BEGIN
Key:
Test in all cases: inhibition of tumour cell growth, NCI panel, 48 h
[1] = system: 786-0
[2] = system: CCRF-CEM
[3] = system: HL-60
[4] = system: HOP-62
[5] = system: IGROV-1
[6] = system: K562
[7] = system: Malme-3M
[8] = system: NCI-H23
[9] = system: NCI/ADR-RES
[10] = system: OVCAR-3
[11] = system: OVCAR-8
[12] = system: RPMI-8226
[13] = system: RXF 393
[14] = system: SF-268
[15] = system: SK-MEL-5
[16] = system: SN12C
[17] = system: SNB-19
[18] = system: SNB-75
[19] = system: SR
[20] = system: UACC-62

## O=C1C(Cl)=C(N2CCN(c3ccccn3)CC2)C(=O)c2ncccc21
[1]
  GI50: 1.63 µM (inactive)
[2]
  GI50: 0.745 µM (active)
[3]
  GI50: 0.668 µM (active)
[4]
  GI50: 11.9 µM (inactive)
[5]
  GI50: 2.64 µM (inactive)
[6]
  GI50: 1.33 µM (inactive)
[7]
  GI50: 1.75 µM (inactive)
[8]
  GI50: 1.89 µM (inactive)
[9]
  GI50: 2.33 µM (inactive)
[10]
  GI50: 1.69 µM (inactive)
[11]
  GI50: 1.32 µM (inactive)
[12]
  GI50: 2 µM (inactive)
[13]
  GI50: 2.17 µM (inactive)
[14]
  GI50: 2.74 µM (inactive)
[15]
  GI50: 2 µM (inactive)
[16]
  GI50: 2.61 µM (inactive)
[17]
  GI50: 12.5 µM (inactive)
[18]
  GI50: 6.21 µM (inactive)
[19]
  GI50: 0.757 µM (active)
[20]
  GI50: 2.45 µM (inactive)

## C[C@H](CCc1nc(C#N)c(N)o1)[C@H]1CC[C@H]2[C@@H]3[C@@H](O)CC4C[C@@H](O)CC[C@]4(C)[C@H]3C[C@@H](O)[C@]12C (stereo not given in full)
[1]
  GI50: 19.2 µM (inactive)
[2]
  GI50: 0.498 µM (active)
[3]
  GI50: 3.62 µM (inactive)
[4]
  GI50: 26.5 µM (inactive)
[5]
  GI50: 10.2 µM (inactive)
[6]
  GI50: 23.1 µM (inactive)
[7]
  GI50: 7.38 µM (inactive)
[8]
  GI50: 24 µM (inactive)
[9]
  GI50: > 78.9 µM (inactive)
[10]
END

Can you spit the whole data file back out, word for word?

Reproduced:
Key:
Test in all cases: inhibition of tumour cell growth, NCI panel, 48 h
[1] = system: 786-0
[2] = system: CCRF-CEM
[3] = system: HL-60
[4] = system: HOP-62
[5] = system: IGROV-1
[6] = system: K562
[7] = system: Malme-3M
[8] = system: NCI-H23
[9] = system: NCI/ADR-RES
[10] = system: OVCAR-3
[11] = system: OVCAR-8
[12] = system: RPMI-8226
[13] = system: RXF 393
[14] = system: SF-268
[15] = system: SK-MEL-5
[16] = system: SN12C
[17] = system: SNB-19
[18] = system: SNB-75
[19] = system: SR
[20] = system: UACC-62

## O=C1C(Cl)=C(N2CCN(c3ccccn3)CC2)C(=O)c2ncccc21
[1]
  GI50: 1.63 µM (inactive)
[2]
  GI50: 0.745 µM (active)
[3]
  GI50: 0.668 µM (active)
[4]
  GI50: 11.9 µM (inactive)
[5]
  GI50: 2.64 µM (inactive)
[6]
  GI50: 1.33 µM (inactive)
[7]
  GI50: 1.75 µM (inactive)
[8]
  GI50: 1.89 µM (inactive)
[9]
  GI50: 2.33 µM (inactive)
[10]
  GI50: 1.69 µM (inactive)
[11]
  GI50: 1.32 µM (inactive)
[12]
  GI50: 2 µM (inactive)
[13]
  GI50: 2.17 µM (inactive)
[14]
  GI50: 2.74 µM (inactive)
[15]
  GI50: 2 µM (inactive)
[16]
  GI50: 2.61 µM (inactive)
[17]
  GI50: 12.5 µM (inactive)
[18]
  GI50: 6.21 µM (inactive)
[19]
  GI50: 0.757 µM (active)
[20]
  GI50: 2.45 µM (inactive)

## C[C@H](CCc1nc(C#N)c(N)o1)[C@H]1CC[C@H]2[C@@H]3[C@@H](O)CC4C[C@@H](O)CC[C@]4(C)[C@H]3C[C@@H](O)[C@]12C (stereo not given in full)
[1]
  GI50: 19.2 µM (inactive)
[2]
  GI50: 0.498 µM (active)
[3]
  GI50: 3.62 µM (inactive)
[4]
  GI50: 26.5 µM (inactive)
[5]
  GI50: 10.2 µM (inactive)
[6]
  GI50: 23.1 µM (inactive)
[7]
  GI50: 7.38 µM (inactive)
[8]
  GI50: 24 µM (inactive)
[9]
  GI50: > 78.9 µM (inactive)
[10]